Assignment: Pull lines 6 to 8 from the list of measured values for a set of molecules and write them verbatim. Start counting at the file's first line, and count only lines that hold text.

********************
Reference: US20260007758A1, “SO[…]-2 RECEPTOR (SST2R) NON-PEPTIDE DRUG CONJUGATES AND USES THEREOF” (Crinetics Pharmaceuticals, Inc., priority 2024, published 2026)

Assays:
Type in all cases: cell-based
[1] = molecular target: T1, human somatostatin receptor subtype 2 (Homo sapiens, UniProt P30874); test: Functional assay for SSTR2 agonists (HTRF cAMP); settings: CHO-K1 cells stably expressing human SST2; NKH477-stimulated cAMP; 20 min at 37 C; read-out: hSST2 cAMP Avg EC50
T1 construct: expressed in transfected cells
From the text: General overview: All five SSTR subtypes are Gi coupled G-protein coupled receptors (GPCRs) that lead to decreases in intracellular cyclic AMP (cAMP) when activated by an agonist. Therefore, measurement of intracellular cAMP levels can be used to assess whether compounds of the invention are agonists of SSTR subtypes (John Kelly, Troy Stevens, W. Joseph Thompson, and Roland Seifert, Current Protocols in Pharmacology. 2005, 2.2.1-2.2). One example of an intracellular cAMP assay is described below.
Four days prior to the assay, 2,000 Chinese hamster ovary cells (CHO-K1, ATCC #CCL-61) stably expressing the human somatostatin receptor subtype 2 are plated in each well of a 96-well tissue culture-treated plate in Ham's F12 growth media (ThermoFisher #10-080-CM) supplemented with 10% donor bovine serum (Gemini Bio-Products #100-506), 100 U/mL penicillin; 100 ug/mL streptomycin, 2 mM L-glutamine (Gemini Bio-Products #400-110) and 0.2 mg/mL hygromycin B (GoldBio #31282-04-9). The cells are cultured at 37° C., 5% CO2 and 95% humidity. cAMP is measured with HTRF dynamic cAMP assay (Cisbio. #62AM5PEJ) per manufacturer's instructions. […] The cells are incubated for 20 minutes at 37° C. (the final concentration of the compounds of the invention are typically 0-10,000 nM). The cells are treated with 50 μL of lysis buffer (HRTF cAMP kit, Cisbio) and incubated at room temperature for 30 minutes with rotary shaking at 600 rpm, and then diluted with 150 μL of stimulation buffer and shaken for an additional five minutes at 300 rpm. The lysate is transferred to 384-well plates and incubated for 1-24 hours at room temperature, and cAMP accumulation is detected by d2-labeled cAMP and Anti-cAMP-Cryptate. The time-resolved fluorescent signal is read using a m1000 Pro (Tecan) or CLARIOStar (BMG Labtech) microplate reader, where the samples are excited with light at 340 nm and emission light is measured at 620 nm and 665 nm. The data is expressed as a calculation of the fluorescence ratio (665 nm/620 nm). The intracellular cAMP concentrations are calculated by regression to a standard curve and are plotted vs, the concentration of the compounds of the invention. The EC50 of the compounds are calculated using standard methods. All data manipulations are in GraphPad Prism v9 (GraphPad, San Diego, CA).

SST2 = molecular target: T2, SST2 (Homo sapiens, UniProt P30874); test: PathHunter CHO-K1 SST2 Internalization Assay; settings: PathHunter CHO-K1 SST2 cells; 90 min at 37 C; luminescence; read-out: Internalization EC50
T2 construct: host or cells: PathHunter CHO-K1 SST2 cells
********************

From the text: General overview: All five SSTR subtypes are Gi coupled G-protein coupled receptors (GPCRs) that lead to decreases in intracellular cyclic AMP (cAMP) when activated by an agonist. Therefore, measurement of intracellular cAMP levels can be used to assess whether compounds of the invention are agonists of SSTR subtypes (John Kelly, Troy Stevens, W. Joseph Thompson, and Roland Seifert, Current Protocols in Pharmacology. 2005, 2.2.1-2.2). One example of an intracellular cAMP assay is described below.
Four days prior to the assay, 2,000 Chinese hamster ovary cells (CHO-K1, ATCC #CCL-61) stably expressing the human somatostatin receptor subtype 2 are plated in each well of a 96-well tissue culture-treated plate in Ham's F12 growth media (ThermoFisher #10-080-CM) supplemented with 10% donor bovine serum (Gemini Bio-Products #100-506), 100 U/mL penicillin; 100 ug/mL streptomycin, 2 mM L-glutamine (Gemini Bio-Products #400-110) and 0.2 mg/mL hygromycin B (GoldBio #31282-04-9). The cells are cultured at 37° C., 5% CO2 and 95% humidity. cAMP is measured with HTRF dynamic cAMP assay (Cisbio. #62AM5PEJ) per manufacturer's instructions. […] The cells are incubated for 20 minutes at 37° C. (the final concentration of the compounds of the invention are typically 0-10,000 nM). The cells are treated with 50 μL of lysis buffer (HRTF cAMP kit, Cisbio) and incubated at room temperature for 30 minutes with rotary shaking at 600 rpm, and then diluted with 150 μL of stimulation buffer and shaken for an additional five minutes at 300 rpm. The lysate is transferred to 384-well plates and incubated for 1-24 hours at room temperature, and cAMP accumulation is detected by d2-labeled cAMP and Anti-cAMP-Cryptate. The time-resolved fluorescent signal is read using a m1000 Pro (Tecan) or CLARIOStar (BMG Labtech) microplate reader, where the samples are excited with light at 340 nm and emission light is measured at 620 nm and 665 nm. The data is expressed as a calculation of the fluorescence ratio (665 nm/620 nm). The intracellular cAMP concentrations are calculated by regression to a standard curve and are plotted vs, the concentration of the compounds of the invention. The EC50 of the compounds are calculated using standard methods. All data manipulations are in GraphPad Prism v9 (GraphPad, San Diego, CA).

SST2 = molecular target: T2, SST2 (Homo sapiens, UniProt P30874); test: PathHunter CHO-K1 SST2 Internalization Assay; settings: PathHunter CHO-K1 SST2 cells; 90 min at 37 C; luminescence; read-out: Internalization EC50